Most peculiar sight is Christopher Lee in a love scene where he is not about to sink his incisors into a neck. Occasionally, the film bursts into German with English subtitles – as if various versions were pillaged to produce this copy – or has lines like “you turn me on.”

However, fans of Spanish cult director Jess Franco (The Girl from Rio) who expected something more along the lines of 99 Women (1969) and Venus in Furs (1969) may be disappointed that he spends so much time on the historical elements and less on the random T&A. You might not be surprised to learn of the involvement of ubiquitous producer Harry Alan Towers (Five Golden Dragons, 1967).

Hannibal (1960) ***

Inconvenient truth never bothered Hollywood scriptwriters when it came to history and here the prospect of solving the “Great Hannibal Mystery” proved irresistible. For in 218 B.C. this invader from Carthage (modern-day Tunisia) had crossed the Alps, battered the Roman army into submission and had Rome at his mercy. But one of the greatest generals of all time did not attack Rome. Why? Love was the answer, according to the filmmakers, following the Romeo and Juliet template.  

I have to admit I didn’t have that on my mind. I was seduced by the poster, the involvement of cult director Edgar G. Ulmer (The Black Cat, 1934), the prospect of an action-packed adventure with marauding elephants and the fact that although familiar with the name Hannibal I had no idea who he was and why he crossed the Alps when surely it would have easier to take a ship from Tunisia to Italy. But I guess star Victor Mature (Samson and Delilah, 1949) was also duped into thinking that if an American nobody like Steve Reeves (Hercules, 1958) could make it big in Italy then so could surely the original Hollywood Mr. Muscles. Mixing the new-look sword-and-sandals genre with the old-style historical epic appeared a potential winner. But I should have guessed that the lean running time of 103 minutes meant an “epic” was out of the question.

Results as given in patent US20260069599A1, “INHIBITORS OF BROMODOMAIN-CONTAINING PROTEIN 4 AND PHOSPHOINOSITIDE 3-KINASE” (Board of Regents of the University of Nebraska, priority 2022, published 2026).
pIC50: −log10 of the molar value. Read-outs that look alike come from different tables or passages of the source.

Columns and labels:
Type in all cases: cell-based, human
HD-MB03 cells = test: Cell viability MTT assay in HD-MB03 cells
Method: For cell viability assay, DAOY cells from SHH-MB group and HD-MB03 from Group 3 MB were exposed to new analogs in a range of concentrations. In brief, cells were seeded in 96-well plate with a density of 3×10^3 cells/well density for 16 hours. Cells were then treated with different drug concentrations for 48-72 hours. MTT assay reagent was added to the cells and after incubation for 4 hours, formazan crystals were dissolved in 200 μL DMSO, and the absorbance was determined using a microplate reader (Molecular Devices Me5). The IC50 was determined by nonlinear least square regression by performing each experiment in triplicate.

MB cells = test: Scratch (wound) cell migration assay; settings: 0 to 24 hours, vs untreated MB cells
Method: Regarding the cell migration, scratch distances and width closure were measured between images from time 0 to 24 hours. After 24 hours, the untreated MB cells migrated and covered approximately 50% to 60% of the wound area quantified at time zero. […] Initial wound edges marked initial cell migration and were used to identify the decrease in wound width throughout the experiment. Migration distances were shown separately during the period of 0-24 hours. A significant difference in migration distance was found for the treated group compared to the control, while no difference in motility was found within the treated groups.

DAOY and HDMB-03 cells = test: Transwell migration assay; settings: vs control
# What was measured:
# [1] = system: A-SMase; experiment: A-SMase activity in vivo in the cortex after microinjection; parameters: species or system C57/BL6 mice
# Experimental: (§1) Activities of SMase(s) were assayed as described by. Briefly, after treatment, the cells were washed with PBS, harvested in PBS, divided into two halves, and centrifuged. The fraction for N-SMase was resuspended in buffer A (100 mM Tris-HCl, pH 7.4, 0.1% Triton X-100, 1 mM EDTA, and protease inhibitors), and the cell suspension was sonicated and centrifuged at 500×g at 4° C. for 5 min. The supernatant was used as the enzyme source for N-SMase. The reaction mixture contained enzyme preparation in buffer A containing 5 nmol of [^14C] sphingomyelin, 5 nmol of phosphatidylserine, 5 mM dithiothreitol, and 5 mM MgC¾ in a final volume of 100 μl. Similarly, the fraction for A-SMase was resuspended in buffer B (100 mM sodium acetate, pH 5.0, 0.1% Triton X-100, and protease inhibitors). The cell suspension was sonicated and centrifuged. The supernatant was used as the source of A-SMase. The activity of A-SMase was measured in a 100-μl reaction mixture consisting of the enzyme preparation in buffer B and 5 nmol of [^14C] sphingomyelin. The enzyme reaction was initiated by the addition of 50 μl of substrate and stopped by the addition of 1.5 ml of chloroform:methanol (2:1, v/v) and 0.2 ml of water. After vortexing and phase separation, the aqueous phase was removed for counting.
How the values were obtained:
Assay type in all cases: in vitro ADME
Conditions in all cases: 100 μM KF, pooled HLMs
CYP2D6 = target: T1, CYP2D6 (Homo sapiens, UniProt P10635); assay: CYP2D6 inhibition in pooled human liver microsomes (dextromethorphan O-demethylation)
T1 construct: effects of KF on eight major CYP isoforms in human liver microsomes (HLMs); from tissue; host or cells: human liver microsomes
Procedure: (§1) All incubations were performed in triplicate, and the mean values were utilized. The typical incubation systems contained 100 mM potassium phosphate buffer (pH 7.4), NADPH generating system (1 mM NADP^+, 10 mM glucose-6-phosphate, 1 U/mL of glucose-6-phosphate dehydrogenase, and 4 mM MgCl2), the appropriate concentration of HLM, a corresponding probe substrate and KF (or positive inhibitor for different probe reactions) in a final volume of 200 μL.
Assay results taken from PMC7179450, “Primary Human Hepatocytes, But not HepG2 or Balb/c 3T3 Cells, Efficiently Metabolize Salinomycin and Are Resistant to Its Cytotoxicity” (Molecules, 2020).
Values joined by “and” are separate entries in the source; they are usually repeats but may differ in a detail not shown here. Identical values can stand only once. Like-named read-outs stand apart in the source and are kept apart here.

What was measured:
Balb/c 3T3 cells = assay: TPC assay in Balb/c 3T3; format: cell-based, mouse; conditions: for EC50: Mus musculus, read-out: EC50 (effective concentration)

The British Trade Descriptions Act would have a field day with the way the posters promoted the elephants. The much-vaunted “army” is scarcely seen in battle and the great beasts looked more cuddly than anything, striding along linked trunk-to-tail.

The picture does take a good while to warm up although the movie begins with a sense of the epic, otherwise how to explain the 15 minutes before Hannibal hoves into view, the preceding period of invaders crossing the Alps short of dramatic incident beyond a couple of men falling to their deaths and the elephants becoming a bit restive. Endless lines of soldiers, in this case stretching into the snowbound horizon, almost becomes a motif, too much valuable time wasted on too many marches.  

Hannibal turns out to be a clever commander, wanting to conquer Rome more by fear than battle, reckoning that if the Italians believed he possessed an unstoppable force they would rush to the negotiating table rather than engage in open battle and risk the destruction of their cities. He sends the captured niece Sylvia (Rita Gam) of Senator Fabius (Gabriele Ferzetti) back to her uncle with frightening tales. This doesn’t fool Fabius who views the woman as a traitor and realizes the pitfalls of surrender. Hannibal and Sylvia getting it together causes discord not just in Rome but in the Carthaginian camp, the delay in attacking the city put down to their romantic dalliance.